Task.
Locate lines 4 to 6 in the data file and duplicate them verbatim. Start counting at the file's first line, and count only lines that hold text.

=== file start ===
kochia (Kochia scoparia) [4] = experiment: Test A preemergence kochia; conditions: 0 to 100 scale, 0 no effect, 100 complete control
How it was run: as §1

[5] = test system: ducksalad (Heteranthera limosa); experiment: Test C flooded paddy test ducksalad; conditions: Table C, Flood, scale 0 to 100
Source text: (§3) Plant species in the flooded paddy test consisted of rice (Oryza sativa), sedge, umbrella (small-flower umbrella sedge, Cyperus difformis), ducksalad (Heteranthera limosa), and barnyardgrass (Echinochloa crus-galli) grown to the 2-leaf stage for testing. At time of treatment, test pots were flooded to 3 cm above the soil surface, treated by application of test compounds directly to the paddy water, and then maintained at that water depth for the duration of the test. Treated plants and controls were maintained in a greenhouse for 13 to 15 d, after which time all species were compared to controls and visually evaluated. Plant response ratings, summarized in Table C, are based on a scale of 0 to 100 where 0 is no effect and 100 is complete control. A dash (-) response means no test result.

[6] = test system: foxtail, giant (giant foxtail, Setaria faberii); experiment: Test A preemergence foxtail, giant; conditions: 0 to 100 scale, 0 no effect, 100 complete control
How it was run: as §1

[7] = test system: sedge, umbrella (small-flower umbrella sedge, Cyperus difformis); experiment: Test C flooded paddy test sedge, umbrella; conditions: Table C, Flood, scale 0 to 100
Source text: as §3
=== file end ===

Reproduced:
Source text: (§3) Plant species in the flooded paddy test consisted of rice (Oryza sativa), sedge, umbrella (small-flower umbrella sedge, Cyperus difformis), ducksalad (Heteranthera limosa), and barnyardgrass (Echinochloa crus-galli) grown to the 2-leaf stage for testing. At time of treatment, test pots were flooded to 3 cm above the soil surface, treated by application of test compounds directly to the paddy water, and then maintained at that water depth for the duration of the test. Treated plants and controls were maintained in a greenhouse for 13 to 15 d, after which time all species were compared to controls and visually evaluated. Plant response ratings, summarized in Table C, are based on a scale of 0 to 100 where 0 is no effect and 100 is complete control. A dash (-) response means no test result.

[6] = test system: foxtail, giant (giant foxtail, Setaria faberii); experiment: Test A preemergence foxtail, giant; conditions: 0 to 100 scale, 0 no effect, 100 complete control
How it was run: as §1